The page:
As I blew out the candles on my birthday cake, the realisation that I had just 12 short months before I turn 40 made my hands shake and my stomach clench. While my girlfriends who have passed that landmark laughed at my trepidation, I can’t seem to get the irrational fear out of my head.
Forty is the age my mother was when she had two children out of school and two in the middle of high school. It’s the age for mammograms, fibre supplements, and knowing people who are battling cancer and have had heart attacks — not people who are friends of my parents, but people who are friends of mine.
Forty is the age where I realise that not only am I no longer the youngest person in the office — a role I played through much of my twenties and even early thirties — but I no longer know who the hottest pop singer is, who the reality stars are, and actually do remember the first season of “The Real World.”
Forty means that while I love to dance, I have only been out dancing once in the last year because the music is a little too loud for conversation, the dancers look uncomfortably young, the bartenders call me ma’am, and the DJs no longer wink at me when they play my request. And worse, I’m okay with all that.
Forty means I’m halfway through my adventure in mothering little children. It means I’m more halfway to sending my son to college and teaching my daughter to drive. It’s the realisation that a decade will have passed since the birth of my oldest son. Forty is the age my grandmother was when I was born, it’s officially the age I could have been, if I’d started having children early enough, a grandmother.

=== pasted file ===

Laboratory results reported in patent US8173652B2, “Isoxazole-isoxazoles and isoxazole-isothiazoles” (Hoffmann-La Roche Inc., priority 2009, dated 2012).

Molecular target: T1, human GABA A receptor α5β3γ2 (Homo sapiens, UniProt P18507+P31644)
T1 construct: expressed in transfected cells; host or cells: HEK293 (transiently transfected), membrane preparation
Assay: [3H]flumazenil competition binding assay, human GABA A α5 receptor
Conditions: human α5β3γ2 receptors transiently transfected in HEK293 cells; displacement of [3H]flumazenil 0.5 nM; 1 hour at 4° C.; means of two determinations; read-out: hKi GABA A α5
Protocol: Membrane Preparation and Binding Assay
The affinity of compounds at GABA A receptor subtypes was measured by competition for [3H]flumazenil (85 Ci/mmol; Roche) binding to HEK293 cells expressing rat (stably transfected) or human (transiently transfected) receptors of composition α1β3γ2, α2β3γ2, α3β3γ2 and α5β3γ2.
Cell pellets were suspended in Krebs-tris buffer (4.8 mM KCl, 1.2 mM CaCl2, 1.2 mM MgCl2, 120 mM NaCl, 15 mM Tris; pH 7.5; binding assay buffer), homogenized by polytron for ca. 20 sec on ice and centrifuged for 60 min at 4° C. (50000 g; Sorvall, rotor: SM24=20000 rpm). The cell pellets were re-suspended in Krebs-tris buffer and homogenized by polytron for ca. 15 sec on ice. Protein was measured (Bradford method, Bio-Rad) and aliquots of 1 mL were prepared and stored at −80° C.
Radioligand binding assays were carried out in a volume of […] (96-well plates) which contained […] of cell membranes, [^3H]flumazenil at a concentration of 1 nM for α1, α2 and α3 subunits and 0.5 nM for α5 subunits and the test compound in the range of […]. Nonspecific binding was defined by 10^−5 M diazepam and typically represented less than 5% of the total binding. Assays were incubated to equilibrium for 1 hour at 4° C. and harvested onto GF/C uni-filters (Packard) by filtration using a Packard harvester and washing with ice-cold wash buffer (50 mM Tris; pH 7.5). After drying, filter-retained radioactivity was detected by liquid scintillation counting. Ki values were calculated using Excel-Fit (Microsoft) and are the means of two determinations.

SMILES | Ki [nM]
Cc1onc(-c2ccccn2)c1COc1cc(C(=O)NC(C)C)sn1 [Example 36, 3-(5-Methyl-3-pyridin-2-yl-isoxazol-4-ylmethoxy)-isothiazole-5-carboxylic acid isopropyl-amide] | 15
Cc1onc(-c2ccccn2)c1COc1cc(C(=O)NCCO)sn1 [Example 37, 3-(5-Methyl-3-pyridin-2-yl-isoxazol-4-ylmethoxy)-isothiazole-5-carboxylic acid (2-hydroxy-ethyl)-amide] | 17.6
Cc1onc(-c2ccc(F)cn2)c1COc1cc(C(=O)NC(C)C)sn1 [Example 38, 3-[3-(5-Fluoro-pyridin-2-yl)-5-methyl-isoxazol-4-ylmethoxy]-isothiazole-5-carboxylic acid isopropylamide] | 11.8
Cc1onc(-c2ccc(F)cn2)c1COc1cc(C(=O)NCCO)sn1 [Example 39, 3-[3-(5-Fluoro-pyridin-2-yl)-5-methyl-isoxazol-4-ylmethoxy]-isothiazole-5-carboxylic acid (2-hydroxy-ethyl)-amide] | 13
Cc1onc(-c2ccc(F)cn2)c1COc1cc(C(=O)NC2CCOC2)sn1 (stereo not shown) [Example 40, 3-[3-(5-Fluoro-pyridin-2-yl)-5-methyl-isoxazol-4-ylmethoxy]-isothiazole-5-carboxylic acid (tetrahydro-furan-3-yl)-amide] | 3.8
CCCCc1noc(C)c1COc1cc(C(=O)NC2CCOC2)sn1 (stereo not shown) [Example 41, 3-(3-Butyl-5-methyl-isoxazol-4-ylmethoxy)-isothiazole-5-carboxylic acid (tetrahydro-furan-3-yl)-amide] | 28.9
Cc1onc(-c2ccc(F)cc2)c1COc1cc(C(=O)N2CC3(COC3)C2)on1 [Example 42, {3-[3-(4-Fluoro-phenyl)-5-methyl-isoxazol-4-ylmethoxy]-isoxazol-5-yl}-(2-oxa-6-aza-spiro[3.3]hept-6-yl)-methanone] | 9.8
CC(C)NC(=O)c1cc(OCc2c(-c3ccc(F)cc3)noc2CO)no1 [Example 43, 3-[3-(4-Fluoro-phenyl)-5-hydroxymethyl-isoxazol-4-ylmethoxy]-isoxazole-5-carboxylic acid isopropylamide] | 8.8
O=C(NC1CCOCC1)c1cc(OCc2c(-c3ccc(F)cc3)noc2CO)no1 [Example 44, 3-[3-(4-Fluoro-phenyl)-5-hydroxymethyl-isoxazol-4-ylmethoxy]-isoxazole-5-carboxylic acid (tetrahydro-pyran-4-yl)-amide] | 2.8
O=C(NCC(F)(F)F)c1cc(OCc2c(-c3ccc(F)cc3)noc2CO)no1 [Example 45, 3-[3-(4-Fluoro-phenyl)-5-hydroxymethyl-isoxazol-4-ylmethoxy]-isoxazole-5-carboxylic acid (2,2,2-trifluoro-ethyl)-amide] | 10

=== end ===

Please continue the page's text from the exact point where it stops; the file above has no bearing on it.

In 12 short months, I’ll say good-bye to my thirties — a time of birth and death, a time of happiness, and almost overwhelming grief. My thirties, to be honest, were a bit drama mixed with a sitcom. A dramedy, if you will. Because I’m a woman who loves to be prepared, I’ve come up with a game plan to enter my forties in the best shape (physically and mentally) that I’ve ever been in.
Well, except for that time I was 22 and could lose five pounds in three days just by switching to low-fat ice cream.
Is this a mid-life crisis? I have no desire to buy a sports car or date a man 20 years my junior. Hold on for a moment while I breathe in a paper bag over the realisation that someone 20 years younger than me is legal. I’m not planning on running away to Tuscany or colouring my hair purple (though both have their appeal).
Thirty-nine is going to be the age during which I get my house in order. I have paperwork to complete, a body to pamper and strengthen, a potential surgery, decisions to make, and a novel to finish writing. I have a business to get sorted, and children to keep on track. I’ll also decide once and for all if I can pull off distressed jeans with pointy toed shoes. Also, if pointy toed shoes are still in style.
I look at the leftover birthday cake in my freezer and hope my wish for this year comes true — that I’ll be ready to leave my roller coaster thirties behind by the time the big 4-0 rolls around. And if I’m not, then I’ll eat chocolate cake and go dancing in fabulous shoes.